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The influence of pain and pain-related fear on muscle activation in the neck/shoulder of female office workers with pain during computer work

Title:

The influence of pain and pain-related fear on muscle activation in the neck/shoulder of female office workers with pain during computer work

Adam, Gabrielle (2015) The influence of pain and pain-related fear on muscle activation in the neck/shoulder of female office workers with pain during computer work. Masters thesis, Concordia University.

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Abstract

Neck/shoulder musculoskeletal disorders in computer workers are a significant problem. Fear-avoidance has been correlated to work-related injuries. No study to date has measured the relationship between pain-related fear and muscle activity in the painful neck/shoulder during a computer task. Our research clarifies the relationship between pain-related fear, pain and muscle activity of the neck/shoulder in female office workers with pain and disability during a computer task. Twenty-six subjects volunteered for the study. Muscle activity was measured at the trapezius muscle during three computer tasks: typing, mousing and typing-and-mousing. All participants filled out pain-related fear questionnaires. Initial pain was measured before testing using a visual analog scale and evoked tenderness was measured after the computer tasks at the muscle recording locations. There was higher muscle amplitude and lower muscle rest in tasks involving typing (RMS: F(2,40)=34.99 p<.001; RRT F(2,42)=43.05 p<.001). There was a correlation between disability and muscle amplitude for the left trapezius during typing (rs =.495, p=.019). There was a relationship between fear-avoidance beliefs and evoked tenderness at the trapezius (right: rs=.442, p=.039; left: rs=.471, p=.027) and a significant relationship between catastrophizing and evoked tenderness at the left UT (rs=.568, p=.006). However, there was no relationship between pain and muscle activity. The relationship between fear-avoidance and evoked tenderness suggests that pain-related fear may be a factor in a painful muscle. Office workers with neck/shoulder pain should attempt more mousing activities compared to typing to reduce muscle activity. As well, addressing pain-related fear in treatments may be beneficial to patient outcome.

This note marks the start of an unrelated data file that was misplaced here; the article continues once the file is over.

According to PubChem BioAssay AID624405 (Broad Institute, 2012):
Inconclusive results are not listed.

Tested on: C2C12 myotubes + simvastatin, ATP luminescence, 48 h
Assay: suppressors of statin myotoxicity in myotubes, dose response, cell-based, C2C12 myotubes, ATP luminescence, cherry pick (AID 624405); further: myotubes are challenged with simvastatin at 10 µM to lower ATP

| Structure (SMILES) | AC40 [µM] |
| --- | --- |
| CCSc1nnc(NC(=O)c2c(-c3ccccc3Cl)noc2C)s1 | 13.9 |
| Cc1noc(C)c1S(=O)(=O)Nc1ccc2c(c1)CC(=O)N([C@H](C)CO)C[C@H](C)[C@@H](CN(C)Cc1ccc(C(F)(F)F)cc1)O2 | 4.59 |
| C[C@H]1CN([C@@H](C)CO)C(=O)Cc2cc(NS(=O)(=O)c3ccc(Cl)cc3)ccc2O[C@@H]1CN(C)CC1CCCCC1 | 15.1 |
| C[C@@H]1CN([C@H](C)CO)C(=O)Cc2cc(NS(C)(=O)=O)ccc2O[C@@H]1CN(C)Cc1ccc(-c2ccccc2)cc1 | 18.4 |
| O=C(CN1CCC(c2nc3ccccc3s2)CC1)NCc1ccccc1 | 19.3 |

Divisions:Concordia University > Faculty of Arts and Science > Exercise Science
Item Type:Thesis (Masters)
Authors:Adam, Gabrielle
Institution:Concordia University
Degree Name:M. Sc.
Program:Exercise Science
Date:14 April 2015
Thesis Supervisor(s):Dover, Geoffrey and St-Onge, Nancy
ID Code:979856
Deposited By: GABRIELLE ADAM
Deposited On:13 Jul 2015 16:17
Last Modified:18 Jan 2018 17:50
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